Luke 22:14 And when the hour came, he reclined at table, and the apostles with him. 15 And he said to them, "I have earnestly desired to eat this Passover with you before I suffer. 16 For I tell you I will not eat it until it is fulfilled in the kingdom of God." 17 And he took a cup, and when he had given thanks he said, "Take this, and divide it among yourselves. 18 For I tell you that from now on I will not drink of the fruit of the vine until the kingdom of God comes." 19 And he took bread, and when he had given thanks, he broke it and gave it to them, saying, "This is my body, which is given for you. Do this in remembrance of me." 20 And likewise the cup after they had eaten, saying, "This cup that is poured out for you is the new covenant in my blood. 21 But behold, the hand of him who betrays me is with me on the table. 22 For the Son of Man goes as it has been determined, but woe to that man by whom he is betrayed!" 23 And they began to question one another, which of them it could be who was going to do this.
24 A dispute also arose among them, as to which of them was to be regarded as the greatest. 25 And he said to them, "The kings of the Gentiles exercise lordship over them, and those in authority over them are called benefactors. 26 But not so with you. Rather, let the greatest among you become as the youngest, and the leader as one who serves. 27 For who is the greater, one who reclines at table or one who serves? Is it not the one who reclines at table? But I am among you as the one who serves. 28 You are those who have stayed with me in my trials, 29 and I assign to you, as my Father assigned to me, a kingdom, 30 that you may eat and drink at my table in my kingdom and sit on thrones judging the twelve tribes of Israel.
When Jesus tried to prepare his disciples for his impending betrayal and death, they were too self-preoccupied to hear what he was saying: they were too busy focusing on themselves. They were busy ranking themselves from the worst (the one betraying Jesus) to the greatest (Peter, James and John). The disciples were distracted by their own personal agendas to really grasp the enormity and urgency of what Jesus was telling them: That though his betrayal is part of God's sovereign plan ("For the Son of Man goes as it has been determined..."), nevertheless, it did not absolve Judas Iscariot from his responsibility ("but woe to that man by whom he is betrayed!").
Here we have a classic example of the seeming conflict between divine sovereignty and human responsibility. The Calvinists argue for divine sovereignty and therefore insist that the divine will ultimately prevails over human choices. The Arminians argue equally that human choices determine our ultimate destiny. But Jesus did not suffer from this Western dichotomous logic (if A is true, not-A is false). For Jesus who is neither Eastern nor Western, but Middle-Eastern, it is integrative logic (if A is true, non-A need not be false). So, Jesus affirms divine sovereignty as the reason for his betrayal. but he also affirms human responsibility by holding Judas' accountable. Judas was no puppet on divine strings.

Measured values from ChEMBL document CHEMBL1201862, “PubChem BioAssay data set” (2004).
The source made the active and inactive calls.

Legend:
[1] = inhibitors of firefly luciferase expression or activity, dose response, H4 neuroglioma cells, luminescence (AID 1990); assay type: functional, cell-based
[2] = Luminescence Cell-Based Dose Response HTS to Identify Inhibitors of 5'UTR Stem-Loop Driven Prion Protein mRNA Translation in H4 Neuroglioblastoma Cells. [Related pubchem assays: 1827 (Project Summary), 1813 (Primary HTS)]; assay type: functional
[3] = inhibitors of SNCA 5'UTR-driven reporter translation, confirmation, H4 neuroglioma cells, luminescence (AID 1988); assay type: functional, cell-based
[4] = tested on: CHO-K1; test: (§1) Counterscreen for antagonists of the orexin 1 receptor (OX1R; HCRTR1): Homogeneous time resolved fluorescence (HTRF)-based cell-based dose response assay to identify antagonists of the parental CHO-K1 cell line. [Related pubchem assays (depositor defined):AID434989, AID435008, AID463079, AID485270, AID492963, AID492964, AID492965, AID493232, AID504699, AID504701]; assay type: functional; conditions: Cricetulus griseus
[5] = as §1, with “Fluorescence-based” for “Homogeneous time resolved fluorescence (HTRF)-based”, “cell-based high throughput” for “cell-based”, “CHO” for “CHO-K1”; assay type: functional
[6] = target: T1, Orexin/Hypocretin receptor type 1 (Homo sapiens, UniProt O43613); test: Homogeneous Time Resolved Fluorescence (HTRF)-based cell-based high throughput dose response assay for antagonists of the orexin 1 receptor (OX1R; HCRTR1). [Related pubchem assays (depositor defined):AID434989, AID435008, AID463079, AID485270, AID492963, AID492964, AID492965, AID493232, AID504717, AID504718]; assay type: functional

Paul explains this seemingly contradictory ideas of divine sovereignty and human responsibility in Romans 8:29, "For those whom he foreknew he also predestined..." God's predestination is preceded by His foreknowledge: in other words, He already knows our heart's inclinations and desires long before we make any decision. In this case, God foreknew that Judas Iscariot would betray Jesus for money. Based on that foreknowledge, God predestines His divine plan on the basis of future human choices: God knew in advance that Judas' heart inclination would lead him to betray Christ. So, He incorporated Judas' act into His salvation plan to let His Son die on the Cross to atone for our sins.
In His foreknowledge, He could have used other means to ensure this atoning death would take place. But God wanted to demonstrate clearly that Jesus' death was a consequence of human sin. As John Stott describes it, Jesus was crucified because of Jewish leaders' envy (they were envious of Jesus' popularity), Judas Iscariot's greed (he had been embezzling the common funds before betraying Jesus for 30 pieces of silver), Pontius Pilate's fear (he was afraid of riots in Jerusalem if he did not hand Jesus over to be crucified).
All these people are guilty of evil even though they fitted right into God's saving plan. God can even use evil to accomplish good.God is good and the devil is evil. But God's goodness will ultimately triumph over the devil's evil plot.
We could extend this divine sovereignty versus human responsibility to evangelism too. Just because God in his foreknowledge has already predestined who will be saved, it doesn't mean therefore that we don't need to evangelise. The excuse for inaction--that if God wants to save, he can do so without us--is just a theological cope-out. Paul himself has made it clear that we have to do our part: "But how are they to call on him in whom they have not believed? And how are they to believe in him of whom they have never heard? And how are they to hear without someone preaching?" (Rom 10:14) The reasoning for evangelism is this: while God knows whom He is going to save, we don't. And He is not telling us so that we can go out and tell everyone. The ones whom He has predestined to save through His foreknowledge will respond to the Gospel. But our responsibility as believers is to tell everyone so that those who should be saved are saved. If we don't tell, they won't hear and therefore would not believe. If we don't go, God will raise someone else who will, but we will then answer for our inaction.
Father, we thank You that You know all things--especially who will be saved. Fill us with Your Spirit so that we may share the Gospel to those who are being saved. Amen.